- Publish Date
- Wednesday, 28 June 2017, 3:36PM
- By Stephanie Jones
The Most Beautiful Woman in Florence is subtitled ‘A Story of Botticelli’, and in Alyssa Palombo’s intoxicating novel of 15th-century Italian art and romance, the venerated painter Sandro Botticelli does feature, and the story – or a version of it – of the production of his masterpiece, The Birth of Venus, is told.
However, the novel doesn’t belong to him but to Simonetta Cattaneo, a woman retrieved from the footnotes of history and given lovely form and voice (with hints of early feminism) by Palombo, who writes with unabashed enthusiasm about the world of Italian Renaissance art and heady society parties in which Simonetta moves.
Known in her lifetime as the most beautiful woman in Florence – and, by some accounts, in all of Italy – Simonetta, from minor nobility in Genoa, became a friend to the Medici family, the Florentine political dynasty which produced two popes, upon her marriage to Marco Vespucci, a cousin of the famed explorer Amerigo Vespucci. In short, she had connections to power and money, and it is left to Palombo to use the boundless avenues of fiction to fill in the blanks of a life lost to history.
Trouble is semaphored almost as soon as Simonetta – at just 16 – makes a match with the 20-year-old Marco. Her parents truncated her education once her charm and remarkable beauty ensured her marriageability, but all Simonetta wants is the opportunity for higher learning, and her union with Marco affords her access to the Medici library and conversation with great artists and thinkers – including Lorenzo de’ Medici himself, who tells Simonetta he wants to make Florence the new Athens, “where learning and beauty are prized above all.”
But Simonetta’s privilege costs her: as she is feted and celebrated and her style is imitated (in this respect, she’s like an early Jackie Kennedy), an openly jealous member of her circle tells her she has won the “contest of being a woman” and should beware the Florentine women, who “never forget what game it is they are playing.” Simonetta’s father, too, had made a vague but portentous, and quickly disregarded, allusion to the dangers of marrying into Florentine high society.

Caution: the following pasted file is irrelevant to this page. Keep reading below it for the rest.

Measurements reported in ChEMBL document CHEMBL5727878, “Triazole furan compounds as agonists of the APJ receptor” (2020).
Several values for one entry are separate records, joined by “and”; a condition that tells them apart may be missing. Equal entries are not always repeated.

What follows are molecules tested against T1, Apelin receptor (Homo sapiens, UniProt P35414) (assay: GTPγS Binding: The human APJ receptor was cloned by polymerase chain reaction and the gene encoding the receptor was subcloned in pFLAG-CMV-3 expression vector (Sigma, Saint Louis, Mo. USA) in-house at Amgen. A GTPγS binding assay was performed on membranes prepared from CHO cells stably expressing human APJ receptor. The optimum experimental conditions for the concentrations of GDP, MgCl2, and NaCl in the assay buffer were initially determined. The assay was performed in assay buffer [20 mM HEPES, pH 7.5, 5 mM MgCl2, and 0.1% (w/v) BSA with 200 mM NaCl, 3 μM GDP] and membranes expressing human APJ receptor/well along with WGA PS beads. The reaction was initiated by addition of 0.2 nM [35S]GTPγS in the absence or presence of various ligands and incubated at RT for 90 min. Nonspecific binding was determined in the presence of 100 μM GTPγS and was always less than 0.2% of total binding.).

The Most Beautiful Woman in Florence is as melodramatic as any soap opera, but amidst the infidelity and the figurative rending of garments it provokes – as much as we consider ourselves an evolved species, Palombo suggests not much has changed on the monogamy front in 500 years – there is a kernel of true love, depicted with earnest sweetness.
The Medicis were perhaps the most important arts patrons of their era, and Botticelli’s commissions included some of the Sistine Chapel paintings. Palombo writes beautifully and with considerable expertise about the art Simonetta might have lived with and contributed to, and her role as Botticelli’s muse-lover, while (as far as we know) invented, makes for an endearing and entertaining story. According to historical record and as the final chapters suggest, Simonetta’s life came to a sad and premature end, and she had no children. Palombo’s reinvention adds weight and worth to those footnotes bearing her name.
Every week Stephanie reviews the Book of the Week.
As the Coast book reviewer, Stephanie Jones shares her thoughts each week on the latest releases.
Stephanie has a BA (Hons) in history and English literature, and a background in journalism, magazine publishing, public relations and corporate and consumer communications.
Stephanie is a contributor to the New Zealand Book Council’s ‘Talking Books’ podcast series (listen here), and a member of the 2016 Ngaio Marsh Award judging panel. She can be found on Twitter @ParsingThePage.
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